So what was it? Well, calling kids names but names regarding body sizes. With that, I went into my youngest son’s class to make candy apples for Halloween. Keep in mind, I am the dietitian making apples coated in sugar. My kids eat cookies or ice cream almost daily, and my husband and I do our best to focus on discussing health as self-care not weight. Well, I took a handful of the children (all boys) with me to the kitchen for a fun hour of cooking. Making candy apples was a first for me and quite messy but definitely easier to deal with than what was about to transpire. While heating the syrup in preparation to dip the apples, the boys became restless. I don’t know who initiated the teasing (Of course I would hope it wasn’t my son), but I heard it. I heard the boys making fun of one child for his size. They were calling him “fat.” Well, before anything else could happen, I immediately intervened. I let the boys know all body sizes and shapes are great whether one is tall, short, thin, fat, or anything. But they were convinced that fat is bad. The little boy had retaliated with “You are ugly.” My son eagerly reported this. I asked my son if he was ugly, and he said no. This was easy for my son, as ugly is a perception and my son is seemingly body confident (I think, in part, due to his ability to recognize that his body is strong as evidenced by his athleticism,) where as the descriptive word “fat” is slightly more “objective” – in the kids’ minds and in our society, it has more negative associations than the word ugly.


I was shocked and mortified by the above circumstance. The boys quickly forgot about it and moved on, but I wondered if the little boy that was identified as fat internalized the name-calling. I know his mother and let her know what had happened. I also let the class teacher know what had happened so she could handle the class environment. She also said that she would let the other parents of the students involved know. This teacher was sensitive to the issue and did address it with the class as a whole.


To help raise awareness of this issue with children, I recommend the following books in an effort to prevent and/or offer your child a corrective conception of such as situation. My son and I read about body acceptance, via the book called Shapesville, embracing our differences in Stellaluna, and bullying in Chester Raccoon and the Big Bad Bully. Even though my son had read these books with me previously, it was helpful for him to connect the days’ name-calling experience with the books. The teacher and I agreed that the boys had no idea what this could domino into but that it is our job as parents and teachers to ensure it gets squashed beforehand.


As Stellaluna said, “I wish you could see in the dark, too.”

“We wish you could land on your feet,” Flitter replied. “How can we be so different and feel so much alike?”

“And how can we feel so different and be so much alike?” wondered Pip.

“Because we’re friends,” said Stellaluna, “and that’s a fact.”

-Stellaluna by Janell Cannon

One Size Fits All?

One Size Fits All?
By Laura Cipullo, RD, CDE, CEDRD

Photo Credit: sporkist via Compfight cc

Bodies come in all shapes and sizes; therefore, don’t you think clothes should too? This may seem logical to us, yet many clothing companies cater to one size only. Parents and friends, please beware; there is a new line of clothing by Brandy Melville. Her clothing line carries mostly “one size fits all,” but this one size is equivalent to a small. So while MDIO loves the idea of clothes to fit everybody’s bodies, this smaller size may not be appropriate for all tweens and teens.


Brandy Melville’s clothing line is a cheaper alternative for younger girls to find the cool clothes that all their friends are wearing. These less costly items do come at a price, however, because they do not run large enough to fit the average American teenage girl who wants to shop there. Jeans at Brandy Melville run mainly in size 00, yet I believe this is vanity- sized and thus equal to a size 2, which fits a girl with a 26” waist.  However, the average 16-year-old girl has a 31” waist and therefore, would have a much harder time finding clothing at this trendy store. With a desire to be cool and wear these more easily affordable clothes, many young girls may go to extremes to fit into these extra small sizes!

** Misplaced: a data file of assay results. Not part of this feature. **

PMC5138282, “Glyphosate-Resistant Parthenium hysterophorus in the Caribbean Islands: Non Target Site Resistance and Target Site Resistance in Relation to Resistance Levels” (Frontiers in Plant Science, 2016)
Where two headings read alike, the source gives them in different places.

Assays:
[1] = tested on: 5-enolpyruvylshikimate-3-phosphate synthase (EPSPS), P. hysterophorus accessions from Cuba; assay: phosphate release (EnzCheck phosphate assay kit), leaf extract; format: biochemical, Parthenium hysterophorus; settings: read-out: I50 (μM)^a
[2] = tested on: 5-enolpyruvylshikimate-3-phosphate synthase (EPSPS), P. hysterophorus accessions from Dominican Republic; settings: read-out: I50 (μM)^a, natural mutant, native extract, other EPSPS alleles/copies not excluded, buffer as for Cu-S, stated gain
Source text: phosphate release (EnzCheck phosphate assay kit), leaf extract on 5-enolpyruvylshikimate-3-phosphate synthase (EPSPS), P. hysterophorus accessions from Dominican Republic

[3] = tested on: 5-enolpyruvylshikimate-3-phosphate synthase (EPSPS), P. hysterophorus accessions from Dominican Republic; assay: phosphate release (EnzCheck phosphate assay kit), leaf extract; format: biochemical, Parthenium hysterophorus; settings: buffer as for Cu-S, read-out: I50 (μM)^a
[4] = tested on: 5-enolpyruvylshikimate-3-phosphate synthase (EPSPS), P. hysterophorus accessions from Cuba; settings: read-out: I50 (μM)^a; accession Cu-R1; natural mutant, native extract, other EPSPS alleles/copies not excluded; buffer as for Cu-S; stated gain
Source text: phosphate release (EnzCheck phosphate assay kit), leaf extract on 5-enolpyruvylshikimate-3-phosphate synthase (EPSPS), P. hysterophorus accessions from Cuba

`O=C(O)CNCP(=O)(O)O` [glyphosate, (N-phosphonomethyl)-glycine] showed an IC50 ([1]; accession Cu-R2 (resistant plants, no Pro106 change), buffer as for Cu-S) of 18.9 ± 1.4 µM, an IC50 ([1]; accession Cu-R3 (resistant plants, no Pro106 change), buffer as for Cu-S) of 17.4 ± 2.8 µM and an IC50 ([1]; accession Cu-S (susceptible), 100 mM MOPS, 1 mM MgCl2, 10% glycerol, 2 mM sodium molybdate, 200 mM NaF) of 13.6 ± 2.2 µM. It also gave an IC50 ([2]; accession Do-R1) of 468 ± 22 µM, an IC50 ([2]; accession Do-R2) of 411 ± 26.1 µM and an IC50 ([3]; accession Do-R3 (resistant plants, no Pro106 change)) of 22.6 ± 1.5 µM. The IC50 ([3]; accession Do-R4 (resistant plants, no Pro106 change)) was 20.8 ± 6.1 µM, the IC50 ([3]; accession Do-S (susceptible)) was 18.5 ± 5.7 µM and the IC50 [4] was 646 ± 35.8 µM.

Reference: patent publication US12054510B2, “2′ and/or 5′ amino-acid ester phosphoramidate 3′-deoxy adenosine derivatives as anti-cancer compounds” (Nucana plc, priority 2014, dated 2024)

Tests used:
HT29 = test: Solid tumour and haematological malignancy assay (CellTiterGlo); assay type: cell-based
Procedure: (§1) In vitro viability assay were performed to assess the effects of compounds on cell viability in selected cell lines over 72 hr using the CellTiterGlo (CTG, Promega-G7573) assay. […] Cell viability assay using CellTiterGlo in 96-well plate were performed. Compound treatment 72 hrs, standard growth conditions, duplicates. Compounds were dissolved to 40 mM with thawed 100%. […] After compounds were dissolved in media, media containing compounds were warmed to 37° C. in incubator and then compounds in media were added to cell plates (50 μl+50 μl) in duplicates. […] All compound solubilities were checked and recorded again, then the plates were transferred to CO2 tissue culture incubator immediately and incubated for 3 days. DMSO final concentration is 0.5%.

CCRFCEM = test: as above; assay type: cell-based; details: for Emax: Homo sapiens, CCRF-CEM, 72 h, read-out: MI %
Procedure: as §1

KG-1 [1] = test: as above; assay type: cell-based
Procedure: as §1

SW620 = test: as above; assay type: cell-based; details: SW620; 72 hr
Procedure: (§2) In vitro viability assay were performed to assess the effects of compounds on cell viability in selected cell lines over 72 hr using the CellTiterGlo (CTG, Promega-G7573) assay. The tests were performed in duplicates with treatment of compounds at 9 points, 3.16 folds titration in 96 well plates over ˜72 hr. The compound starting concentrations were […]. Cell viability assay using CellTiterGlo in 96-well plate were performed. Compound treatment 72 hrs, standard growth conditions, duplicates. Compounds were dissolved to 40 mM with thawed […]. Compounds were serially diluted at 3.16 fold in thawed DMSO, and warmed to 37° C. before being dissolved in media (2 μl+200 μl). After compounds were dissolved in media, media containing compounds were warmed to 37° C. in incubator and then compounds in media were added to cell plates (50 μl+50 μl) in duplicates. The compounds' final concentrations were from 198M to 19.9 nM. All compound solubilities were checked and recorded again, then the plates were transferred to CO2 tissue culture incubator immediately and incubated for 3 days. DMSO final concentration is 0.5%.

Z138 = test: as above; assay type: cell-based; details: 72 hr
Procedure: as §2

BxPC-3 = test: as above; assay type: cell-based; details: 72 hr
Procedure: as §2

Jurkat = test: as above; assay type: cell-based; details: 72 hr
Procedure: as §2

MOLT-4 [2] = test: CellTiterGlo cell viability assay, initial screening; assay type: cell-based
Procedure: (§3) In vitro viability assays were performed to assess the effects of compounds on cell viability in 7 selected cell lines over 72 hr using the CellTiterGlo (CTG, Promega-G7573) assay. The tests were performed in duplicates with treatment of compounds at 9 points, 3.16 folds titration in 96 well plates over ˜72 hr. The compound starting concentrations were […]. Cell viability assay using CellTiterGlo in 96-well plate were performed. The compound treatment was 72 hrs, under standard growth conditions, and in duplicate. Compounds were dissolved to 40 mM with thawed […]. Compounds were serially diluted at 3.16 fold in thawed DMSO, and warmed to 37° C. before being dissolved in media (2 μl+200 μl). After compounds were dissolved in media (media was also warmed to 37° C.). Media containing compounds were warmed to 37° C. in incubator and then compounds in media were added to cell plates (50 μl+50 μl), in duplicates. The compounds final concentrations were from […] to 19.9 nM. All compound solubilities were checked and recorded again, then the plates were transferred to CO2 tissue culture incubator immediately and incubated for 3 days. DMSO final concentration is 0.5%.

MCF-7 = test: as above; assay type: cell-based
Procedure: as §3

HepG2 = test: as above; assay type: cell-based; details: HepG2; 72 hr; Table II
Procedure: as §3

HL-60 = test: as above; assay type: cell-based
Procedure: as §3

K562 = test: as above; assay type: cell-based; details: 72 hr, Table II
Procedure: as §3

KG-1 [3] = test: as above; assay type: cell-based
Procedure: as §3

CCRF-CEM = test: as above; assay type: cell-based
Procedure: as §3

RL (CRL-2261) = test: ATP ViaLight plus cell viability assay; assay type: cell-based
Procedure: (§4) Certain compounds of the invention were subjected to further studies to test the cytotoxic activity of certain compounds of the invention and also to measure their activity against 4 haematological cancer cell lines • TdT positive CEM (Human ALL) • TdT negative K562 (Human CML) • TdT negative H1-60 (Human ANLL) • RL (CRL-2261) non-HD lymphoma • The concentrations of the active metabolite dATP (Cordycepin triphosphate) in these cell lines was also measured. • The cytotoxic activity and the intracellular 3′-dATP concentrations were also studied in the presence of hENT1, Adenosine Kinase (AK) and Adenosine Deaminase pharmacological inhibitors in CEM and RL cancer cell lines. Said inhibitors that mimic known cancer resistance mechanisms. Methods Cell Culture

Ultimately, size should not matter when it comes to clothes, but as a woman, a mother and a professional in the world of eating disorders, I know that the size of clothes can be connected to superficial self-worth. As parents, we need to think about whether we want our children to shop and support these stores/brands and also how we should talk to our daughters and sons about such numbers.


When talking to your teens and tweens about clothing sizes, please remember:

  • Numbers are just information.
  • Sizes vary from store to store and brand to brand for each article of clothing. (See our chart below.)
  • Size does not reflect health.
  • Size does not reflect self-worth.
  • Find clothing and brands to accentuate your body type.
  • Wear sizes that fit your body properly—and expect that the sizes will vary from item to item.
  • Wear clothes that represent the “real” you.
  • Think about how a particular article of clothing makes you feel when you’re wearing it rather than the size designation on the tag.
Disclaimer: These sizes are estimated.

Many stores vary so greatly in their sizes that a shopper can buy a size 4 at one place and a size 6 or 8 at another with all items fitting well. There is little standardization for clothing sizes in the United States and retailers often change clothing sizes without any one of us even realizing it. As parents, please keep in mind that a healthy shopping environment for young girls and boys is a necessity. Many stores and brands bombard youngsters with toxic images as it is. Fostering size expectations is not good for the shoppers nor the companies creating these clothes; nobody wins. Unfortunately, there are no standards or government regulations concerning clothing sizes. So, parents must think about the store’s overall image and message before deciding if the store is a place they want their children to shop.